Not the hot-water kind, either. (As long as there’s hot water I’m happy.) (Except for the contractions.)
Always have, really.
I have vivid memories of dressing up on Saturday morning (“you can’t wear jeans!”) and heading to Grandma’s house with my mom and all my sisters. The women in the family would ooh and aah over dishes and baby stuff while we played awkward games and gave awkward presents and, in my case at least, pretended that we wanted to be there. Sometimes the food was the only redeeming part.
In college I made sure that my roommates knew how vehemently opposed I was to bridal showers – they thought I was crazy – and furthermore, that if they ever threw one for me, they would never be forgiven. When the time came, they did it anyway.
And when the time came, I forgave them.
It’s not that I dislike the sentiment of showers. Gift-giving is wonderful and gracious and especially at those stages of life, the woman of honor (usually) really needs the gifts. I’ve certainly never been opposed to people giving me stuff either … which is maybe why I didn’t make a fuss about my own bridal showers. And to be fair, I have been to showers with fun games, easy relationships all around, and fabulous food.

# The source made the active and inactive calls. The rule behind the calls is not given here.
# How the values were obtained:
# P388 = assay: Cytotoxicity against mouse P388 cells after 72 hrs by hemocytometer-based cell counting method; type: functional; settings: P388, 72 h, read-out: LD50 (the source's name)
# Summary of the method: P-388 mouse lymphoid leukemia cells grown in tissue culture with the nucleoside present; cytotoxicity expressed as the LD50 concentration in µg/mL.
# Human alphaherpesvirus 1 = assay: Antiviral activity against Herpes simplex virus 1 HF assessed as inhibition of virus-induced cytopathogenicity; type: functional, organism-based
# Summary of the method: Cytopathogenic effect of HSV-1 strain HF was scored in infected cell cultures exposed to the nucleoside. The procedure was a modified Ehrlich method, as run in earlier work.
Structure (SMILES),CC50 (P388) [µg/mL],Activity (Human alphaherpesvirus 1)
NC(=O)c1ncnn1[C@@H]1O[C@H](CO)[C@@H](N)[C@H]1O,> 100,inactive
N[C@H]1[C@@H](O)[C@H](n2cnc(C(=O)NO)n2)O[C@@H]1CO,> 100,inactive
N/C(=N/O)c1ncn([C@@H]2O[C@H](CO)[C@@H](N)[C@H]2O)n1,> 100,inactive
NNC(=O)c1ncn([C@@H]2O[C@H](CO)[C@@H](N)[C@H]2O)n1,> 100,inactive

Still, I haven't been able to pinpoint why they’ve always made me uncomfortable. Until today.
According to Wikipedia (I know), Sociologist Beth Montemurro wrote that “the bridal shower ‘socializes women into the hyper-feminized traditional wife role,’ with its emphasis on the future role of the bride-to-be as family cook, homemaker, and sexual partner.”
It’s just another scrapbooking convention, Scentsy party, cooking class, chunky jewelry boutique … just another one of those things that I don’t get.
Can't we all just get together and have lunch? Visit like old friends and family, which we ARE?
You can even bring your husband.